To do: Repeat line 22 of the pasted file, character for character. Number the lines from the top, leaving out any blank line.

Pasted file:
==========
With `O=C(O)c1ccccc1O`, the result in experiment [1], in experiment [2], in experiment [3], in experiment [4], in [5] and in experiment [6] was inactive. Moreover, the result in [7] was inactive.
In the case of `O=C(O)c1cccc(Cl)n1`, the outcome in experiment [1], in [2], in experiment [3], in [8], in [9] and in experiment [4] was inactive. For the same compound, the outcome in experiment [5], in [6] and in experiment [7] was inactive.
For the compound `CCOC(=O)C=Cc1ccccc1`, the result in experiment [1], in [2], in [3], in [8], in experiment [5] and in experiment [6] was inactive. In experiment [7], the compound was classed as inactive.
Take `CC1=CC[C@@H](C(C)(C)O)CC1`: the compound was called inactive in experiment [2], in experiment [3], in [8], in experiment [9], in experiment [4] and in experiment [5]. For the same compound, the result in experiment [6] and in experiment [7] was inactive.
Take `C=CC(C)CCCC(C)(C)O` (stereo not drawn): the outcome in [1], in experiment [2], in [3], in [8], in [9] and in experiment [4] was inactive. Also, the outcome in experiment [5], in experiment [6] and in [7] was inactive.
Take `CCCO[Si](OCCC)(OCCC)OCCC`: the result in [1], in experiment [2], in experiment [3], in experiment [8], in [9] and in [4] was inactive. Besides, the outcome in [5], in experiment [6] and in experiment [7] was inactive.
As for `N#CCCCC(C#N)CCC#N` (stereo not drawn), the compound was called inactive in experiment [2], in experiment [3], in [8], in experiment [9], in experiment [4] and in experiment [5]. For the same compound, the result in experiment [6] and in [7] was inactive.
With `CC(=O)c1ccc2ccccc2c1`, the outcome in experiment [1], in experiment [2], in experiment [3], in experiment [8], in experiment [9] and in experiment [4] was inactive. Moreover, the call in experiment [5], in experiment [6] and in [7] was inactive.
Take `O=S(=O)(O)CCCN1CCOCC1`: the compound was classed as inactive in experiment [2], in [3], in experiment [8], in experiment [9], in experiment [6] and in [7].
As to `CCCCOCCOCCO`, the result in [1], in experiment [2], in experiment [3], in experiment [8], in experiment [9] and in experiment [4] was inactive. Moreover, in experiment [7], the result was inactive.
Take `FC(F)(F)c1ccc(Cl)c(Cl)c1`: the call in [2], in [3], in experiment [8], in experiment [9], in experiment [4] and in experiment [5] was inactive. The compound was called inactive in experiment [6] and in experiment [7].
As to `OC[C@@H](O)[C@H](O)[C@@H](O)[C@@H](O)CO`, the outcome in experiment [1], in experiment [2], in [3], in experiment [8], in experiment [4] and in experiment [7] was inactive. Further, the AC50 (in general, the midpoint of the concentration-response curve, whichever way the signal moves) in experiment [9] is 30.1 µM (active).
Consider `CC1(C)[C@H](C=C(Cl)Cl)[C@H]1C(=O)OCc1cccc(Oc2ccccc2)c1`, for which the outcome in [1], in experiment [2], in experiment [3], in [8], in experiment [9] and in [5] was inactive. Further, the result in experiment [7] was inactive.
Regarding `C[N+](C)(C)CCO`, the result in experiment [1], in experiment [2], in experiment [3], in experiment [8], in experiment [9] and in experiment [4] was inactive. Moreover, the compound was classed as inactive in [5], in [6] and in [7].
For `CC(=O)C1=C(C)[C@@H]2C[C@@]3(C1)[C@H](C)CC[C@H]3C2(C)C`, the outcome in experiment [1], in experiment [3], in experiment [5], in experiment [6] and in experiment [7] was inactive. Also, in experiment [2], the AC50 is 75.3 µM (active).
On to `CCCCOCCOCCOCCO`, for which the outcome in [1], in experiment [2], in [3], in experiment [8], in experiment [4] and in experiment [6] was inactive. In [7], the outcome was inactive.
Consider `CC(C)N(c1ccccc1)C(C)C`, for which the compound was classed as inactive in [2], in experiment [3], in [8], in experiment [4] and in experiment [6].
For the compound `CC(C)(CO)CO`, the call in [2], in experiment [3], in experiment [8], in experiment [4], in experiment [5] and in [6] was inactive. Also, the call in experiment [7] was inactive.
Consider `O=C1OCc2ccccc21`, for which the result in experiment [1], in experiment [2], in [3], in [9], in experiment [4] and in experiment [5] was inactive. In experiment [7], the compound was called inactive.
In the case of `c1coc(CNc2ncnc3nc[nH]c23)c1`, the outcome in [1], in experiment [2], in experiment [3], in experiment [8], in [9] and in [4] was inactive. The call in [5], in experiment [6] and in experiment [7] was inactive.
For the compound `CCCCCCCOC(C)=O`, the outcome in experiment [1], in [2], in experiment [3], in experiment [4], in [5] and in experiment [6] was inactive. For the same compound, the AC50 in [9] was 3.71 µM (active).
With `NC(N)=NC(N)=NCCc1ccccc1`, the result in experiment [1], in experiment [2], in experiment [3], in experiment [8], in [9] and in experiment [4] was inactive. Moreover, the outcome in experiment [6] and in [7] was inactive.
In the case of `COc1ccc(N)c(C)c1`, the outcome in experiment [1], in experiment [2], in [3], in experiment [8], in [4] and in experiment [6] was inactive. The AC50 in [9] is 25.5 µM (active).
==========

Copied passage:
With `NC(N)=NC(N)=NCCc1ccccc1`, the result in experiment [1], in experiment [2], in experiment [3], in experiment [8], in [9] and in experiment [4] was inactive. Moreover, the outcome in experiment [6] and in [7] was inactive.